W is for Withdrawal

By S. Sandhu



Artwork by Shridhi Pandya


Almost two years into the Covid-19 pandemic and lately, I’ve been thinking a lot about how much my life has changed. One of the words that keeps popping into my head is ‘withdrawal’. It started out simply, there was a virus surging through the world and the best way to protect ourselves was to withdraw physically from the world. Social distancing, limiting physical interaction with household members and wearing masks became our armour to keep ourselves safe from Coronavirus. While cooped up inside our homes, we took it as an opportunity to reconnect with friends and family from all over the world. For a while, it even seemed like it was the perfect way to finally rebuild relationships that were lost simply because of the paucity of time and busy modern life. I didn’t realise fully then, how much the meaning of that word would transform for me. From being merely a physical manifestation of life during a pandemic, the word withdrawal has now become symbolic of a way of life. It has been so gradual and organic that I didn’t even see it coming, until now.


In and of itself, the word ‘withdrawal’ involves the act of stepping away or ceasing to participate in a certain activity.

The act involves a discontinuance, a disruption, a disassociation from a certain way of being. The feeling of withdrawal, often a consequence of the act itself, can involve a number of challenging physical, mental and emotional sensations. These sensations depend on the type of withdrawal a person is going through. There are several types of withdrawal. Most often, withdrawal is associated with a person who is weaning themselves off an addiction. In current times, however, a different type of withdrawal has taken hold of many; social withdrawal is a concept many have experienced firsthand without theoretically understanding what it means. Social withdrawal involves a voluntary or involuntary reduction in interactions or contact with other human beings because of a number of reasons - social anxiety, depression, fear of judgement, to name just a few. In COVID-19 times, as people remain locked down or purposefully isolated, feeling anxious around people and withdrawing has almost become the norm.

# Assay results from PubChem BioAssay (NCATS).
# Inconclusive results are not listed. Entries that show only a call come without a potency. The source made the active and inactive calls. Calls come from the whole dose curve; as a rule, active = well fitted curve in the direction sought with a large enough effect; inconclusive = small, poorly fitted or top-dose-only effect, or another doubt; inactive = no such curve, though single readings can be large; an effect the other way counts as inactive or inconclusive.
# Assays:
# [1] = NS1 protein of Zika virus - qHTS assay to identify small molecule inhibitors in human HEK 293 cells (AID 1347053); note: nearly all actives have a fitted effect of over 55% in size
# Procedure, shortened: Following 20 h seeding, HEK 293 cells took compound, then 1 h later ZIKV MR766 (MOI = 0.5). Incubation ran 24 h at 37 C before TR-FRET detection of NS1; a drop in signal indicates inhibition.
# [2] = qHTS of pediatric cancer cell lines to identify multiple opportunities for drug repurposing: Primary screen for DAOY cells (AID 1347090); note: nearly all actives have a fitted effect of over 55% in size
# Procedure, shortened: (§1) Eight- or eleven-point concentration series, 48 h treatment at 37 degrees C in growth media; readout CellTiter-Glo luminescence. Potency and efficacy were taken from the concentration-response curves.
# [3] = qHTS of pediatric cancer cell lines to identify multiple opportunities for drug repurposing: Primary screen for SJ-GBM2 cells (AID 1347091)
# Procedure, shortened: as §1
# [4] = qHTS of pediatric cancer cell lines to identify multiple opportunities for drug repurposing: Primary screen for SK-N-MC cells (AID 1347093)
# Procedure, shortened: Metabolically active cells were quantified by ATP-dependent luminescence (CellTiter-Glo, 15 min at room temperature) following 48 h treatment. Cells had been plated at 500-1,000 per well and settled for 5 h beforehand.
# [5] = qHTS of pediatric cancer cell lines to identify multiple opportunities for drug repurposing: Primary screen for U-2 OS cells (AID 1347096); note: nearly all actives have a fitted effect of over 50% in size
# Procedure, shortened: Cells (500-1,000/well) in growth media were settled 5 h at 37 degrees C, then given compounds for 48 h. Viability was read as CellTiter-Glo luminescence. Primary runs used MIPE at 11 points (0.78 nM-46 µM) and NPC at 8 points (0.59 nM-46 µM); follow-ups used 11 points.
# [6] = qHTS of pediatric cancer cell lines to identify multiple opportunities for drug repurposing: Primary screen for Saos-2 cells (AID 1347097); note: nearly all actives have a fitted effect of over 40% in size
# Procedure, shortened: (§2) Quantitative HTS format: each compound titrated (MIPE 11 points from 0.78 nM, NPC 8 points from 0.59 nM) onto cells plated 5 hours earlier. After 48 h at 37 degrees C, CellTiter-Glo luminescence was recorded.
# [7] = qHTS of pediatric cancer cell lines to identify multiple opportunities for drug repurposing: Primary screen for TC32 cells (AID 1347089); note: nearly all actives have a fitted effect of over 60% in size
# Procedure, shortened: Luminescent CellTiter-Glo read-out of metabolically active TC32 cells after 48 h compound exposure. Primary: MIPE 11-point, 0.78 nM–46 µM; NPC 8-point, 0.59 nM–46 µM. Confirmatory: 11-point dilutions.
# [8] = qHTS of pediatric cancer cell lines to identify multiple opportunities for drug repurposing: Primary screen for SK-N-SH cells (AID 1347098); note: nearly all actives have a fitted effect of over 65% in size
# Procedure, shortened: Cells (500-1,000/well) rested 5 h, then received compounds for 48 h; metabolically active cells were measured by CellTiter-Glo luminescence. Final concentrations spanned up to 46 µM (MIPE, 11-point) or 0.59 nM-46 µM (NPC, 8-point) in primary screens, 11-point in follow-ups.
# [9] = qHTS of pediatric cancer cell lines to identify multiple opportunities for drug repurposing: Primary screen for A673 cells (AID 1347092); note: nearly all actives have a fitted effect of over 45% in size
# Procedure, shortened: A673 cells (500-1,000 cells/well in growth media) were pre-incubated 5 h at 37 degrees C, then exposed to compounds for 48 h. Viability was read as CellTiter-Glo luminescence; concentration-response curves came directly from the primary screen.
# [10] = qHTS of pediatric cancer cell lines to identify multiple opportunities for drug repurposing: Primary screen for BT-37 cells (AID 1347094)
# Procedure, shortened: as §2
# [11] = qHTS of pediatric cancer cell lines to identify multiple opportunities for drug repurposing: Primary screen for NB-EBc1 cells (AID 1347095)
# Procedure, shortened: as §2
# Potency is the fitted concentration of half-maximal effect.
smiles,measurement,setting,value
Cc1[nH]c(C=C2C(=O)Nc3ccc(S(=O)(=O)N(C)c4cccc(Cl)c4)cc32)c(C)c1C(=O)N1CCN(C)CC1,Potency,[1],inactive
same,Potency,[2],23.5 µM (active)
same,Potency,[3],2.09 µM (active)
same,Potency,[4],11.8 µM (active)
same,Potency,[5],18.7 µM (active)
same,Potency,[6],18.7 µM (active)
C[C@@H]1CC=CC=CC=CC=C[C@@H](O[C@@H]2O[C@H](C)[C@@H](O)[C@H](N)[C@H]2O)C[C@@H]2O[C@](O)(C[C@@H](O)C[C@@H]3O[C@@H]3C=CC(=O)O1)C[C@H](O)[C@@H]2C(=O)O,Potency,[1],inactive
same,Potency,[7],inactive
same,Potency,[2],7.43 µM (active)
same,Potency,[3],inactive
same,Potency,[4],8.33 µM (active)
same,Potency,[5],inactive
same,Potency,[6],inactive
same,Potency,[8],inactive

Not all of it is negative, however, as social withdrawal can have positive impacts too. According to a study by the University of Buffalo, not all social withdrawal is detrimental. In fact, one form of social withdrawal, referred to as unsociability, is linked to greater creativity and self-awareness. The important thing is to make the distinction between social withdrawal motivated by self-growth and social isolation due to fear and depression. The latter is definitely a serious mental health concern and requires professional help and treatment. want to touch upon the idea of withdrawal for growth. Here, we can explore the idea of withdrawal for growth, and how we’ve evolved throughout the last two years to be more conscious of how we give our time and energy.


Change Isn’t Always a Bad Thing


Although it started out as a forced collateral consequence of the pandemic, I have noticed recently that it’s becoming more of a choice, at least for me. After the initial weekend zoom calls with friends and family, and excessive reliance on social media for connection, the fatigue of interacting with people without physical proximity has started to set in. The impact of the pandemic has been not only physical but also mental, financial and social. Adapting to such huge changes and being in survival mode for such an extended period of time has definitely drained us and impacted our capacity to interact with others. There has been a very fast-paced evolution of all our relationships and not all of them have stood the test of ‘pandemic’ time. In the past 18 months, I have spent time (physical and virtual) with the same few people, over and over again, and even though it is always some much needed R&R, I’ve realised that we’ve all become quieter, the moments of silence when we meet have become more frequent, the updates about our lives to be shared have become lesser and being by ourselves has become the thing we all look forward to most! Even if it means just being at home reading a book or doing anything else that we find pleasure in.